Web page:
Learning the Mayan way and an amazing canyon
Trip Start Sep 28, 2007
91Trip End Jun 25, 2008
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Mayan village tour
Within moments of arriving at the hotel, we were out again to join a tour that was visiting two Mayan villages.
The first one was called San Juan Chamula, which is fiercely independent. The graveyard had mini crosses, numerous stacked together from different relatives for the same person, coloured to represent the age of the person: black for those who died old, white for those who died young and blue for those who died as adults.
While the Spanish did reach the village, the inhabitants held onto their beliefs and now practice what is called catholic traditionalism. They worship saints, but carry out other traditional rituals, such as burning different coloured candles for different purposes and sacrificing chickens.
Only 10 km from San Cristobal it was an hour behind as they refuse to recognise the daylight saving time adopted when Mexico signed the free trade agreement with the US and Canada. If you asked the villagers for the time, they would ask if you wanted the new time or god's time. I love that.
The people are open to new innovations, such as cable TV and modern music, but if any villagers change religion they must leave the village and only those born there are able to live there.
The villagers take turns being the religious leaders and chiefs for the town. They put their name on the waiting list for a particular saint and then spend the waiting years --one man waited 14 years -- saving as much money as they can to buy the items needed for ceremonies to honour their saint and carry out other duties. This includes pine resin, gunpowder, candles, flowers and fresh foliage.
Interesting to note that the Mayan already used a cross before the Christians arrived, but theirs symbolises a tree and they tie pine to it, as a special tree for them.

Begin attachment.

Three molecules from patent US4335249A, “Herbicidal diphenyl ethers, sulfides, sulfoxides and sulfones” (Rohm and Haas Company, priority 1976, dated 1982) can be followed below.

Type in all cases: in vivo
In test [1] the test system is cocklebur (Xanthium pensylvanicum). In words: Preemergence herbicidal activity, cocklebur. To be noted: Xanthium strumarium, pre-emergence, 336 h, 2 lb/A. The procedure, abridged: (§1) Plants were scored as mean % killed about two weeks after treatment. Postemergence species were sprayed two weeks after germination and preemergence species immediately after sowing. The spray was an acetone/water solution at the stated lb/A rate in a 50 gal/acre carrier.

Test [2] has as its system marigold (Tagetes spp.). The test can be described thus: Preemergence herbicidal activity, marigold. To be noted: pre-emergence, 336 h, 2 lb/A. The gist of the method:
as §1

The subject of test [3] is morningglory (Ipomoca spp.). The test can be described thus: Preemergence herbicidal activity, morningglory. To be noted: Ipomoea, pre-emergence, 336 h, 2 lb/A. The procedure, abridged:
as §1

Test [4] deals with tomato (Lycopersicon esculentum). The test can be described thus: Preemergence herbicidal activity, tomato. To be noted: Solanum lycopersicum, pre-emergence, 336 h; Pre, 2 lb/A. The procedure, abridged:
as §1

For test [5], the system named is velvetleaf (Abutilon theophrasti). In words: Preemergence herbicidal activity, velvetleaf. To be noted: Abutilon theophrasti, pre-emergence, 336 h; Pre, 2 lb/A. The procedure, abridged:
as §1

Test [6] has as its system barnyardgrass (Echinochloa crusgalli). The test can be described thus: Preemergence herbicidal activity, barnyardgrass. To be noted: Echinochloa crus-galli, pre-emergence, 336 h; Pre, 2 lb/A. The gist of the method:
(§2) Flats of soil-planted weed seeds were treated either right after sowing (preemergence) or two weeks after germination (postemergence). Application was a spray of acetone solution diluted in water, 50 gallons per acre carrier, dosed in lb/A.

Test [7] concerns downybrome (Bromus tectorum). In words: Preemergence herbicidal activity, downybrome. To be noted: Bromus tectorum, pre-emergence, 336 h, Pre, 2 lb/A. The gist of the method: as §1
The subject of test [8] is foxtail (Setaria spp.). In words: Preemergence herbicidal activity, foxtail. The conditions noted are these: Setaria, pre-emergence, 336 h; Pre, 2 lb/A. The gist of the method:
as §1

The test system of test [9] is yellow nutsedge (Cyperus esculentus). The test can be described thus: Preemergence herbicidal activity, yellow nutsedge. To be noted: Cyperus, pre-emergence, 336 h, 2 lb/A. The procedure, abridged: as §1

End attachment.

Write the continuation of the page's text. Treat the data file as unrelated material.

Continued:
We were then allowed into the church which is the hub of the community. What we found there was unlike anything you would ever associate with a Christian church. The marble floor was covered in pine needles and the smoke and aroma from pine resin filled the air. Glass boxes containing replicas of saints lined the walls wearing mirrors and in front of them were tables covered in white candles, which are considered food in the form of corn tortillas for the saints. The villagers clear a small space on the floor from pine needles and set up candles in multiples of three directly onto the marble floor. The villagers then kneel before the candles and chant a mantra.
Villagers also come to the church for healing. Doctors known as pulse readers are there. We saw one little girl, droopy with illness, having her pulse read. Cesar told us the pulse readers can determine whether the illness is from natural causes or has resulted from a disturbance of the spirit.
Many of the customs performed in the church are for restoring the natural spirit. This belief was a way in for the soft drink companies, as villagers think the burping caused by it means their spirit is returning and the evil spirit is being expelled with the burps.
We saw one women in the church with dozens of candles lined up in front of her, bottles of Pepsi and Fanta lined up, a basket of eggs beside her and a friend holding a chicken. Later in the ceremony the eggs would be run over the women's body and then cracked into a bowl with water and read like tea leaves for the cause of the illness or spirit disturbance. The chicken would then be strangled and buried as an offering to the earth to restore her spirit.
Despite its strangeness it was the church I have been in that I felt most at home, perhaps because it didn'tīt have the sense that you had to be silent.
The villagers are harassed by various Christians to convert to 'pure' Christianity, the Jehovah Witnesses and Mormons have been the most active and their success has caused thousands of villagers to be exiled from the village.
Next we went to another village of Tzotzil people called San Lorenzo Zinacantan. More prosperous due to selling flowers, there form of Catholicism is more traditional and their traditional dress is more elaborate with royal blue cotton skirts and tunics, richly embroidered with big, colourful flowers.
We went to a weaving home where they use the traditional back strap loom
The next day we did a trip to the amazing Sumidero Canyon viewed from a boat on the Grijalva River. An 'only in Mexico' shot was the cactus growing on the cliffs where ferns would be in New Zealand.
Very high and narrow, our trip was enhanced by the birds we saw: Blue herons, egrets,various sizes of pelicans and the ever circling black vultures. We also spotted spider monkeys and crocodiles that looked like wood, resting on the rocky beach. So well camouflaged.
The other highlight was the hidden waterfall that mainly falls behind the rock and has created what looks like a masked face and a scalloped skirt.
We spent the afternoon back in San Cristobal, exploring the town and markets. Another pretty colonial town, selling amber as its chief product, it also has a strong hippie/revolutionary feel, with the local cinema showing regular Zapatista documentaries and much cooler as it is quite high.